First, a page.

INTA argues that NFTs are within scope of US trademark protection

Amicus brief filed by the association concerns whether intangible products like NFTs are “goods” for the purpose of the trademark act
Mega Mutant Serum NFT seen on the silhouette of smartphone and some of the MUTANT APE YACHT CLUB NFTs seen on a blurred screen behind. Stafford, United Kingdom, April 18, 2022

Case involves Yuga Labs' Bored Ape Yacht Club family of trademarks mundissima; Shutterstock

The International Trademark Association (INTA) has filed an amicus brief with a US appeals court arguing that intangible goods like non-fungible tokens (NFTs) are within the scope of US trademark law and thus are eligible for trademark protection.

It filed the brief concerning the case Yuga Labs, Inc. v. Ryder Ripps, Jeremy Cahen, which hinges on whether NFTs are “goods” for purposes of Section 1125(a), the unfair competition provision of the the Lanham Act, which governs US trademark law.

In this case, the defendants, Ryder Ripps and Jeremy Cahen, distributed allegedly infringing NFTs using the plaintiff Yuga Labs’ Bored Ape Yacht Club family of trademarks.

In opposing Yuga Labs’ motion for summary judgment on its false designation of origin claim, the defendants defined NFTs solely as “software tokens” and argued that NFTs are therefore ineligible for trademark protection because they are intangible goods thereby meaning that Yuga Labs had no valid trademark rights to enforce.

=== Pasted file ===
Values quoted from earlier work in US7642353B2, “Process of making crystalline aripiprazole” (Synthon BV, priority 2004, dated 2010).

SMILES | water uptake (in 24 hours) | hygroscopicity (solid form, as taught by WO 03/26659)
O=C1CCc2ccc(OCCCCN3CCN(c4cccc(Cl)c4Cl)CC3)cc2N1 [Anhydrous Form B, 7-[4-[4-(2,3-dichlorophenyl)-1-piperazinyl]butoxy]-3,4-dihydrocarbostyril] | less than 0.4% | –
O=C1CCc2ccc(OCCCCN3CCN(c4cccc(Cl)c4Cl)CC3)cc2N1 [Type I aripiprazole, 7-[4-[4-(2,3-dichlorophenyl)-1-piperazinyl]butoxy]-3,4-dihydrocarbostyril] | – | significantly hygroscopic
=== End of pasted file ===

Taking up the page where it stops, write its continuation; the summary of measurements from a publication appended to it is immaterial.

INTA notes that the Lanham Act refers to the registration and use of trademarks in relation to any goods or services, without limiting definition.

In fighting the suit, the defendants said the United States Patent and Trademark Office (USPTO) had rejected Yuga Labs’ applications to register several of its trademarks because NFTs are not goods in trade. The defendants further argued that the US Supreme Court has required tangibility for trademark protection under the 2003 case Dastar Corp. v. Twentieth Century Fox Film Corp.

The district court rejected the defendants’ arguments, citing the pivotal Metabirkin decision between luxury giant Hermès and digital artist Mason Rothschild, which stated that the Dastar judgment did not rule on whether the Lanham Act covers intangible goods and instead found that NFTs qualify as goods under the act. The landmark case found in favour of Hermès finding that the NFTs produced by Rothschild infringed its trademarks.

INTA insists case law, including the Supreme Court’s decision in Dastar, supports the finding that the NFTs at issue and intangible goods generally are protected by the Lanham Act. It continues that the act “focuses on consumer perception and the meaning of trademarks to consumers, and, as the district court noted, consumers associated Yuga Lab’s trademarks with the underlying assets and benefits it offered”.

INTA continues that NFTs “are here and they are here to stay” and that consistent application of trademark law is “crucial to provide consumers and brand owners with the certainty needed to invest in NFTs confidently”.

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